Last Updated on May 8, 2015, by eNotes Editorial. Word Count: 338
Robert C. O'Brien was the pen name of Robert Leslie Conly, born January 11, 1918 in Brooklyn, New York. He attended Williams College but left during his sophomore year. After studying music, he returned to college the following year and in 1940 graduated from the University of Rochester with a degree in English. In 1943 he married Sally McCaslin, and they had four children. From 1944 until his death of a heart attack on March 5, 1973, O'Brien worked in the Washington, D.C. area. Although he worked in the city, he spent much time in the country, and for about ten years lived on a small farm.
O'Brien, whose father was a reporter for the New York Herald Tribune, worked as a journalist and editor. In 1941 he was a staff writer at Newsweek magazine; in 1944 he became a reporter for the Washington Times-Herald and later for Pathfinder News magazine. In 1951 he began working for the National Geographic magazine and later became senior assistant editor. As a journalist he wrote under his own name but used O'Brien, which had been his mother's name, for his fiction.
O'Brien wrote fiction only during the last ten years of his life, producing three novels for young people, the last of which, Z for Zachariah, was completed by his wife and daughter from his notes and published posthumously. His novels for young readers focus on serious problems of modern society. For instance, Z for Zachariah is written in diary form and is a post-nuclear war account of a young survivor. In this novel O'Brien develops his concern that the human race has a tendency to exterminate itself.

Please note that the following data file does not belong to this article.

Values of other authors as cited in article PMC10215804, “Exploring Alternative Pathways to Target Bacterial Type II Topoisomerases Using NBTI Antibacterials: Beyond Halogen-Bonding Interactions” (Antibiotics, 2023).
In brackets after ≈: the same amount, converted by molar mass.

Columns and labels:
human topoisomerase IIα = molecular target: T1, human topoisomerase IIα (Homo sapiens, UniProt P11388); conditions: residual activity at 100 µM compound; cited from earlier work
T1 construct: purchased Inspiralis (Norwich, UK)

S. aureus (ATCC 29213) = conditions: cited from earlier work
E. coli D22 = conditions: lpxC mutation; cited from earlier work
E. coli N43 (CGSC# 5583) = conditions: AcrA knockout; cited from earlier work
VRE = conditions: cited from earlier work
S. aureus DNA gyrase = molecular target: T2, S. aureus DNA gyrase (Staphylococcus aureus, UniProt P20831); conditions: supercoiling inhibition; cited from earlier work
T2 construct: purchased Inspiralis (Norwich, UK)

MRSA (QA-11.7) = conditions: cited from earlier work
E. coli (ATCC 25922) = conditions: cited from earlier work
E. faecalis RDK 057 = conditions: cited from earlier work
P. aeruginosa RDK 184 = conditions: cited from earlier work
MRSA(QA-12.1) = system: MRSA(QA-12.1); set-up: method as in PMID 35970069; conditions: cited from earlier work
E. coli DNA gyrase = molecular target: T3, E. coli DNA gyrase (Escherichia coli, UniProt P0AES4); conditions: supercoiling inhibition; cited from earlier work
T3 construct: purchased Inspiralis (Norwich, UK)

Mrs. Frisby and the Rats of NIMH, however, is the novel which has received the most critical acclaim, winning many awards: Lewis Carroll Shelf award (1972), runner-up National Book Award (1972), Pacific Northwest Library Association Young Reader's Award (1974), and William Allan White Children's Book Award (1974). It also received the prestigious Newbery Medal in 1972 from the American Library Association. In 1982, MGM/United Artists released The Secret of NIMH, an animated movie based on O'Brien's novel.